When you decided to become a massage therapist, you did not have all the answers on how to do it, did you? You had to invest your time, you had to invest your dollars, then you had to be willing to learn the ropes, take the proper courses and tests to even get the first sense of direction. There were no guarantees. The same goes for the business end of accepting medical cases and insurance for payment, there are no guarantees, just open-door opportunities when and while they exist.

Accepting Medical Referrals and Insurance Is a Nine-Step Process

Before we go into the nine steps, let me ask you:

  1. Are you tired of working for others?
  2. Do you have any goals?
  3. How much do you want or need to earn?
  4. Are you willing and ready to change things in your practice?
  5. Do you object to others working for you so you could have some free time?
  6. If you or a family member, God forbid, were injured or ill, wouldn't it be nice if you still were able to have an income, whether or not you actually were there to perform the therapy?
  7. Do you want to own your own business and would you like to do what you want, when you want and how you want?
  8. Do you want to be able to work on a patient for the time necessary to make positive changes rather than someone limiting you to a few minutes?
  9. Do you want to help change the industry for our profession?

If you have answered yes to even a few of these questions with the exception of number 5, you might just be ready to learn how to take on a few medically referred patients and to accept insurance for payment from those whose insurance companies will reimburse you directly.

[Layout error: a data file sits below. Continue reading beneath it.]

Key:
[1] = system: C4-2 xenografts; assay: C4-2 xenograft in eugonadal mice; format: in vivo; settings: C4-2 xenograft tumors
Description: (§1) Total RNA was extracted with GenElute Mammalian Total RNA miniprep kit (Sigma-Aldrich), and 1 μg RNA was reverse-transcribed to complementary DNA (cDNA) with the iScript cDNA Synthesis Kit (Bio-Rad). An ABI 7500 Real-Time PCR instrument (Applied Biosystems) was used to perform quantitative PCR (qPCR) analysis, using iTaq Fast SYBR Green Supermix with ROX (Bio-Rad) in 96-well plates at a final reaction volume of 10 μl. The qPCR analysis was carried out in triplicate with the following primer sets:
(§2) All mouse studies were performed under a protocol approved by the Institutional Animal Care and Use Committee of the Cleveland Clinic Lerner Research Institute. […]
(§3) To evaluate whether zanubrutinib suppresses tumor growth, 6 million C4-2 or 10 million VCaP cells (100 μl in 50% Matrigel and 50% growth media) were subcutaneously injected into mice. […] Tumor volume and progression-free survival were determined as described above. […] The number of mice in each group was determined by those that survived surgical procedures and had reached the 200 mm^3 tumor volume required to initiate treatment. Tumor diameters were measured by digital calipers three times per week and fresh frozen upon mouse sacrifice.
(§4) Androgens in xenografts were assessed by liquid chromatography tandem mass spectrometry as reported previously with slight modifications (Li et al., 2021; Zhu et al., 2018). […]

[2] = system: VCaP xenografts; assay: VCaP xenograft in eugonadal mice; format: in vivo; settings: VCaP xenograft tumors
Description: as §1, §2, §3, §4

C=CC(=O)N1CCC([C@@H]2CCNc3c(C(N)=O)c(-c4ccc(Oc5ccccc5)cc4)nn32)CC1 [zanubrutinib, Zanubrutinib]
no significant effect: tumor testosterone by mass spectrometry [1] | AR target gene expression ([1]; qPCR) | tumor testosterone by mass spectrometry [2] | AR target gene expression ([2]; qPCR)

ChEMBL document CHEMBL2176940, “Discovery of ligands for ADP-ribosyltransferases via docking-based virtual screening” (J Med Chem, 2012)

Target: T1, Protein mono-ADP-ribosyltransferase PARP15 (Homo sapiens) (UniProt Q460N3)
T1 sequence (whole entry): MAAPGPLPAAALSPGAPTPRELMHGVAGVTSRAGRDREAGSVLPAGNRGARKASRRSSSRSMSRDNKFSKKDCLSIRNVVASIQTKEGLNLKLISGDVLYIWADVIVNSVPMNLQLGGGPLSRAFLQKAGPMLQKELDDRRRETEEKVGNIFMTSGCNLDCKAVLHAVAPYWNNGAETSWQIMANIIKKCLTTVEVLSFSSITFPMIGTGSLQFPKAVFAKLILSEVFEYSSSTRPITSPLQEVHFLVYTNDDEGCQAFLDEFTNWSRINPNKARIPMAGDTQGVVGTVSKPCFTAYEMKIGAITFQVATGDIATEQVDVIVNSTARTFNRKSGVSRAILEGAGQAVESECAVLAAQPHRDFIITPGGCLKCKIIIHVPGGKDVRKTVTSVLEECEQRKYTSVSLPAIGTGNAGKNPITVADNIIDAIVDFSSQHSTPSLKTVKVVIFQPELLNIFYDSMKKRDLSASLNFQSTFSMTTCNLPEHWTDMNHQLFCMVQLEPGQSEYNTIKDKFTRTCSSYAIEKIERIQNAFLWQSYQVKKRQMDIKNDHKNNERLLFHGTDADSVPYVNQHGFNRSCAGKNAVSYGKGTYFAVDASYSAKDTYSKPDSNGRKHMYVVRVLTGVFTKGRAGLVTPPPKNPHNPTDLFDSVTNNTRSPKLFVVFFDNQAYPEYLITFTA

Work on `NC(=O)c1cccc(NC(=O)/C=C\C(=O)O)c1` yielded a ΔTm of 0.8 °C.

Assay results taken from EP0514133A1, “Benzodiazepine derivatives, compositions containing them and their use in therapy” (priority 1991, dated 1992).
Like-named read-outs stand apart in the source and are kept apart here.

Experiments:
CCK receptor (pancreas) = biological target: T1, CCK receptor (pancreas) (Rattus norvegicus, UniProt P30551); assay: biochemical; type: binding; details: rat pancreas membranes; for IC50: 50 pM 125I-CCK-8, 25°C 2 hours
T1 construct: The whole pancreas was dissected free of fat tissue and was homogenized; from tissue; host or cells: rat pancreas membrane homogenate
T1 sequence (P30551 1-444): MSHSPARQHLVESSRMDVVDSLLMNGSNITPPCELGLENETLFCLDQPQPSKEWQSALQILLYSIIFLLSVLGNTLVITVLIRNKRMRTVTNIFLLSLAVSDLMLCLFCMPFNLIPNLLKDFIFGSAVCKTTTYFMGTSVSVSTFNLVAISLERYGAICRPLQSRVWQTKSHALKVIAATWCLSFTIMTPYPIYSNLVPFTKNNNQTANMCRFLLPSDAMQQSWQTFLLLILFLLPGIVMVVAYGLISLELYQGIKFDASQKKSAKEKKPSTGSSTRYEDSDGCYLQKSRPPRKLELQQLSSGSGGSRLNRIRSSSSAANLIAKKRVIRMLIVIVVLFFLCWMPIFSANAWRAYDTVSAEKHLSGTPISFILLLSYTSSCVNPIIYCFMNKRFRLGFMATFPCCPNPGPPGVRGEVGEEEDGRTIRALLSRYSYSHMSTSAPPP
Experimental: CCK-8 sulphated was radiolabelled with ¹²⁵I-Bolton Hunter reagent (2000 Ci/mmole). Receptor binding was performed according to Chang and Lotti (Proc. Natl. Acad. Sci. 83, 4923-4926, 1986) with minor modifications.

Remember, to bill insurance, you should know the ropes by receiving proper training. Know, too, that medical cases are legal cases and must be prescribed by attending physicians, documented properly and billed accurately; using only codes within your scope of practice. Also, you must charge fees that are ethical, customary and payable.

Know that not all kinds of insurance will reimburse you, not all patients have insurance and not all patient conditions are covered. We still are in the baby stages, taking one step at a time. We still are trying to be accepted and recognized in the insurance industry. To bombard the insurance companies with threatening or disrespectful behavior and brazenly overcharging and over-coding is not how we got this far.

Here are the nine steps to accepting insurance for reimbursement:

  1. Know the types of cases you can and cannot accept.
  2. Be prepared for advanced preparation (forms, files, etc.).
  3. Make sure you are welcoming patients, conducting an intake interview, doing all the necessary paperwork and getting the proper signatures.
  4. Be sure to obtain authorization or verification of coverage.
  5. Be sure to evaluate patients prior to and during treatment.
  6. Document treatment and understand documentation rules.
  7. Prepare and submit all claims and any accompanying documentation.
  8. Record claim submissions, payments and balances due.
  9. Collect how-to's if and when necessary.

Good luck and let me know how the process works for you!